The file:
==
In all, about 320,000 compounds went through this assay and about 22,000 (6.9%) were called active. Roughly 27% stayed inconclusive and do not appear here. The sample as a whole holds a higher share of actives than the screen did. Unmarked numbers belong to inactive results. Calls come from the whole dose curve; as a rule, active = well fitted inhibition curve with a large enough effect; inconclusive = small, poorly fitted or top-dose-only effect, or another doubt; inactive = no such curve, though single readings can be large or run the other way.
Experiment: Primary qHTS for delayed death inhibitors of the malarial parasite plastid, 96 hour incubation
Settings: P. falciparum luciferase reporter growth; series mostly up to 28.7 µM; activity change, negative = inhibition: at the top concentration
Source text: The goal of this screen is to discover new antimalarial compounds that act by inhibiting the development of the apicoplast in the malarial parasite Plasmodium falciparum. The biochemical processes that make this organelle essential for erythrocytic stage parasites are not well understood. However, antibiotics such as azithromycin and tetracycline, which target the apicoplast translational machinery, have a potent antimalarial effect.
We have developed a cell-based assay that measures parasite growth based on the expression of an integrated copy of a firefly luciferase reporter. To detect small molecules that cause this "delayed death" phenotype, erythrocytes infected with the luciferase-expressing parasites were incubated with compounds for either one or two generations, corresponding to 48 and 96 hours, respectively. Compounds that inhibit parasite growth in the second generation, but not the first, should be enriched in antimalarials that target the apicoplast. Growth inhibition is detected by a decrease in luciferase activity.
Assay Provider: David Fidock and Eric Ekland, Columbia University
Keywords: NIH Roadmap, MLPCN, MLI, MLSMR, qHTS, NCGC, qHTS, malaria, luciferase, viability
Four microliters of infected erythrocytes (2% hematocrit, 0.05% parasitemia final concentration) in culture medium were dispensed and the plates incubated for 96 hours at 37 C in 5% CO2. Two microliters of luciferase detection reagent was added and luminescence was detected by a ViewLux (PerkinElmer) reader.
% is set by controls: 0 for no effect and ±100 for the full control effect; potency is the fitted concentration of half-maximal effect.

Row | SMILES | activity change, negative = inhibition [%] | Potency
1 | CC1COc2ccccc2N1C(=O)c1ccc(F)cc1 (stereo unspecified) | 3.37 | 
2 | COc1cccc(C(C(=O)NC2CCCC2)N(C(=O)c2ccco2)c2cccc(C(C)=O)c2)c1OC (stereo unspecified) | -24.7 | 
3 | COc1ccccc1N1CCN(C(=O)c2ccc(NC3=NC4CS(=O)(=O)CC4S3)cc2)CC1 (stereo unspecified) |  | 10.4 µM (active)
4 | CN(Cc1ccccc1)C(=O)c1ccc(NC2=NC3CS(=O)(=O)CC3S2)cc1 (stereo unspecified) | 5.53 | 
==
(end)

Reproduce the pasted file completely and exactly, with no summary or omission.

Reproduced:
In all, about 320,000 compounds went through this assay and about 22,000 (6.9%) were called active. Roughly 27% stayed inconclusive and do not appear here. The sample as a whole holds a higher share of actives than the screen did. Unmarked numbers belong to inactive results. Calls come from the whole dose curve; as a rule, active = well fitted inhibition curve with a large enough effect; inconclusive = small, poorly fitted or top-dose-only effect, or another doubt; inactive = no such curve, though single readings can be large or run the other way.
Experiment: Primary qHTS for delayed death inhibitors of the malarial parasite plastid, 96 hour incubation
Settings: P. falciparum luciferase reporter growth; series mostly up to 28.7 µM; activity change, negative = inhibition: at the top concentration
Source text: The goal of this screen is to discover new antimalarial compounds that act by inhibiting the development of the apicoplast in the malarial parasite Plasmodium falciparum. The biochemical processes that make this organelle essential for erythrocytic stage parasites are not well understood. However, antibiotics such as azithromycin and tetracycline, which target the apicoplast translational machinery, have a potent antimalarial effect.
We have developed a cell-based assay that measures parasite growth based on the expression of an integrated copy of a firefly luciferase reporter. To detect small molecules that cause this "delayed death" phenotype, erythrocytes infected with the luciferase-expressing parasites were incubated with compounds for either one or two generations, corresponding to 48 and 96 hours, respectively. Compounds that inhibit parasite growth in the second generation, but not the first, should be enriched in antimalarials that target the apicoplast. Growth inhibition is detected by a decrease in luciferase activity.
Assay Provider: David Fidock and Eric Ekland, Columbia University
Keywords: NIH Roadmap, MLPCN, MLI, MLSMR, qHTS, NCGC, qHTS, malaria, luciferase, viability
Four microliters of infected erythrocytes (2% hematocrit, 0.05% parasitemia final concentration) in culture medium were dispensed and the plates incubated for 96 hours at 37 C in 5% CO2. Two microliters of luciferase detection reagent was added and luminescence was detected by a ViewLux (PerkinElmer) reader.
% is set by controls: 0 for no effect and ±100 for the full control effect; potency is the fitted concentration of half-maximal effect.

Row | SMILES | activity change, negative = inhibition [%] | Potency
1 | CC1COc2ccccc2N1C(=O)c1ccc(F)cc1 (stereo unspecified) | 3.37 | 
2 | COc1cccc(C(C(=O)NC2CCCC2)N(C(=O)c2ccco2)c2cccc(C(C)=O)c2)c1OC (stereo unspecified) | -24.7 | 
3 | COc1ccccc1N1CCN(C(=O)c2ccc(NC3=NC4CS(=O)(=O)CC4S3)cc2)CC1 (stereo unspecified) |  | 10.4 µM (active)
4 | CN(Cc1ccccc1)C(=O)c1ccc(NC2=NC3CS(=O)(=O)CC3S2)cc1 (stereo unspecified) | 5.53 | 